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Baylor College of Medicine

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Understanding your child’s runny nose that just won’t go away

Aaron Nieto

713-798-4710

Houston, TX -
Content

Toddlers with runny noses are a common sight, but for many parents it may feel like this symptom never goes away. An expert with Baylor College of Medicine shares what you need to know about your child’s seemingly perpetual nasal drip.

“Children under six years of age average six to eight colds per year, with symptoms lasting an average of 14 days,” said Dr. Maria Mejia, associate professor of family and community medicine at Baylor. “It’s very normal for children to contract illnesses frequently as their immune systems build.”

Children enrolled in daycare or other forms of care are exposed to different pathogens, viruses and bacteria that their less developed immune systems cannot fight off. Because of this, it is very common for children to get sick often, especially with the common cold. These colds occur most often between September and April, which also falls in line with the changing of the seasons.

“A general rule of thumb is that if your child gets better after a week to 10 days, it was most likely a cold,” said Mejia. “If their symptoms persist longer and/or seem to come on after exposure to certain substances or during seasonal changes, allergies are probably to blame.”

If that’s the case, Mejia says primary care providers often recommend taking children to an allergist or an ear, nose and throat specialist for further diagnosis and treatment plans.

If children are presenting with the following symptoms, Mejia advises immediately seeking help from their healthcare provider:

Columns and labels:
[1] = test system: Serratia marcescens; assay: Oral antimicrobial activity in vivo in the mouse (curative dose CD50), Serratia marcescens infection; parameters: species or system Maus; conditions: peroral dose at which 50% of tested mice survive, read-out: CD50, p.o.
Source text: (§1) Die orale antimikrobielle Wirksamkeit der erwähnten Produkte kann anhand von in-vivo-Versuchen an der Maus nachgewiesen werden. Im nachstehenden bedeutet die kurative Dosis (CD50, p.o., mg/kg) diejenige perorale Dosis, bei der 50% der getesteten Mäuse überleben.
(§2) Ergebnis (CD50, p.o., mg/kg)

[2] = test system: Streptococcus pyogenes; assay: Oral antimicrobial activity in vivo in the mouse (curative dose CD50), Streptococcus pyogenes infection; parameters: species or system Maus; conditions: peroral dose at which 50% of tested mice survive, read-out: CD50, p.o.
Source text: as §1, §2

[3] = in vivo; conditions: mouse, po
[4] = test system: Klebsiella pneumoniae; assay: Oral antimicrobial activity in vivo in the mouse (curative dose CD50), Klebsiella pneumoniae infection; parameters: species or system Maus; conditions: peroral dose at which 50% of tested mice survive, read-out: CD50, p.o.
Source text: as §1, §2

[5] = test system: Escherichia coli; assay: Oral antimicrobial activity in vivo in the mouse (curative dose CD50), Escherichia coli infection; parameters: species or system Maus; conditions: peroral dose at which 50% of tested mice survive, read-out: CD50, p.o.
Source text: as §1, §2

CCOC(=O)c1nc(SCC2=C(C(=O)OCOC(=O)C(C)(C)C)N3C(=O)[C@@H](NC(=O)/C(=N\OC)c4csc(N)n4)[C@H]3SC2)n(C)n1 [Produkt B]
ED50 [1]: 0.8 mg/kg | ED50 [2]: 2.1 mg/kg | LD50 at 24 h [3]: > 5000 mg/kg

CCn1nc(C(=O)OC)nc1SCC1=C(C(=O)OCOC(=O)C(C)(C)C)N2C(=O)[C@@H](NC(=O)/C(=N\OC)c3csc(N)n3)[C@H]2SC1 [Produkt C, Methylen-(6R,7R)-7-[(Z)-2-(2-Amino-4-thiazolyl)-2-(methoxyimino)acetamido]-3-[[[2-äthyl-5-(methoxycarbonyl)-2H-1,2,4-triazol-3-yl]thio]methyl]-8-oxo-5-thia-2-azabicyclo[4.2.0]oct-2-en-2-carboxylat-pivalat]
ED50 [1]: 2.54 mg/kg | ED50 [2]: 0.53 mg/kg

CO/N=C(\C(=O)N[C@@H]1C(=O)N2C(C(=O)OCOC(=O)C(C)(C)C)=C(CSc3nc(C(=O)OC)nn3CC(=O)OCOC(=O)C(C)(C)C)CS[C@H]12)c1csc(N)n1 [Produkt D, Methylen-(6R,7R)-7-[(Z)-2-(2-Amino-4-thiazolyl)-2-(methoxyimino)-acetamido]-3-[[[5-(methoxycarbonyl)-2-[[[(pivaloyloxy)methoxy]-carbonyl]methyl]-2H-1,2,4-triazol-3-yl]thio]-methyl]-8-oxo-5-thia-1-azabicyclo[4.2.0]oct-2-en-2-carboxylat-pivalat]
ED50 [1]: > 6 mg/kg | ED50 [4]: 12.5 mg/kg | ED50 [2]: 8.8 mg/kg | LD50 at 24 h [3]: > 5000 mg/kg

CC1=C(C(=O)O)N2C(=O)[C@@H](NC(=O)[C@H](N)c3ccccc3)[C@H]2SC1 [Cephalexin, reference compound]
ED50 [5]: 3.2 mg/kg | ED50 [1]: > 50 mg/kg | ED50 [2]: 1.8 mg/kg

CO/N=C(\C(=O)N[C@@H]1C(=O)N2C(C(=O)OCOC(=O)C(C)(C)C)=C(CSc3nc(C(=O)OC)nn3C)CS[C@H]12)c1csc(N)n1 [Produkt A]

• Refusing to drink anything for a prolonged period.
  • Behavior changes, including irritability or lethargy (decreased responsiveness).
  • Difficulty breathing, working hard to breathe or breathing rapidly  
  • Fever greater than 101°F that lasts more than three days  
  • Eyes become red or develop yellow discharge
  • Signs or symptoms of an ear infection (pain, ear pulling, fussiness)

Although children's immune systems are still developing, Mejia reminds parents of the following tips to best teach their children healthy habits that can help prevent sickness:

  • Practicing proper handwashing. Teach children how to properly wash their hands frequently after using the restroom. As they get older, encourage them to wash their hands after blowing or touching their nose. Use hand sanitizer if soap and water are unavailable.  
  • Stay up to date on flu, COVID-19 and all other vaccinations.  
  • Make sure they cover their mouths while coughing. This can help prevent spread at school or daycare. Tell children to be like Dracula as they sneeze or cough into their elbow.  
  • Eat healthy meals and drink plenty of water. Make sure children are getting the nutrition they need with a variety of meals and snacks full of fruits and vegetables so they can get the vitamins and minerals needed to help boost their immune systems.  
  • Make sure children are getting plenty of sleep to help them stay well and healthy.
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